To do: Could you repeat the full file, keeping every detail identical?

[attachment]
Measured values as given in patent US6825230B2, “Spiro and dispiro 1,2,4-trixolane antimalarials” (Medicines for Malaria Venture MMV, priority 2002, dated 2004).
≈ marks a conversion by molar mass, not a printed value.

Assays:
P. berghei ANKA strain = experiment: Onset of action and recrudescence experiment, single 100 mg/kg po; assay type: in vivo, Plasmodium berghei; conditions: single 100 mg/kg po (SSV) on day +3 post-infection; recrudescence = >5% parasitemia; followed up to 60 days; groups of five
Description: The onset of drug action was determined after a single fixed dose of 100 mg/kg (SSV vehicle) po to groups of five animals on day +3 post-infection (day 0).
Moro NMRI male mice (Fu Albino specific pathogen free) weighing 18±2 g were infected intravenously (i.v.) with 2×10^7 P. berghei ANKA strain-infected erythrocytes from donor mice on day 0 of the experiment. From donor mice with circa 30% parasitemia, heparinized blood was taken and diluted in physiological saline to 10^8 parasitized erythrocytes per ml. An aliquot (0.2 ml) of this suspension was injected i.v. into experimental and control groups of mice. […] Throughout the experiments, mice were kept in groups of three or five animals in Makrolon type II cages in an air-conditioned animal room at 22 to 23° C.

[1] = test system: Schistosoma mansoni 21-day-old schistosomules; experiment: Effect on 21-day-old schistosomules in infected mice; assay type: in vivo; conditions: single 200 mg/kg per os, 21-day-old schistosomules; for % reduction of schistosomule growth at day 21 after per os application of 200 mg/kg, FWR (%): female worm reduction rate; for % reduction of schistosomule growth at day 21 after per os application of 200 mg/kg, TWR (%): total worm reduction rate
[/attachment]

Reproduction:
Measured values as given in patent US6825230B2, “Spiro and dispiro 1,2,4-trixolane antimalarials” (Medicines for Malaria Venture MMV, priority 2002, dated 2004).
≈ marks a conversion by molar mass, not a printed value.

Assays:
P. berghei ANKA strain = experiment: Onset of action and recrudescence experiment, single 100 mg/kg po; assay type: in vivo, Plasmodium berghei; conditions: single 100 mg/kg po (SSV) on day +3 post-infection; recrudescence = >5% parasitemia; followed up to 60 days; groups of five
Description: The onset of drug action was determined after a single fixed dose of 100 mg/kg (SSV vehicle) po to groups of five animals on day +3 post-infection (day 0).
Moro NMRI male mice (Fu Albino specific pathogen free) weighing 18±2 g were infected intravenously (i.v.) with 2×10^7 P. berghei ANKA strain-infected erythrocytes from donor mice on day 0 of the experiment. From donor mice with circa 30% parasitemia, heparinized blood was taken and diluted in physiological saline to 10^8 parasitized erythrocytes per ml. An aliquot (0.2 ml) of this suspension was injected i.v. into experimental and control groups of mice. […] Throughout the experiments, mice were kept in groups of three or five animals in Makrolon type II cages in an air-conditioned animal room at 22 to 23° C.

[1] = test system: Schistosoma mansoni 21-day-old schistosomules; experiment: Effect on 21-day-old schistosomules in infected mice; assay type: in vivo; conditions: single 200 mg/kg per os, 21-day-old schistosomules; for % reduction of schistosomule growth at day 21 after per os application of 200 mg/kg, FWR (%): female worm reduction rate; for % reduction of schistosomule growth at day 21 after per os application of 200 mg/kg, TWR (%): total worm reduction rate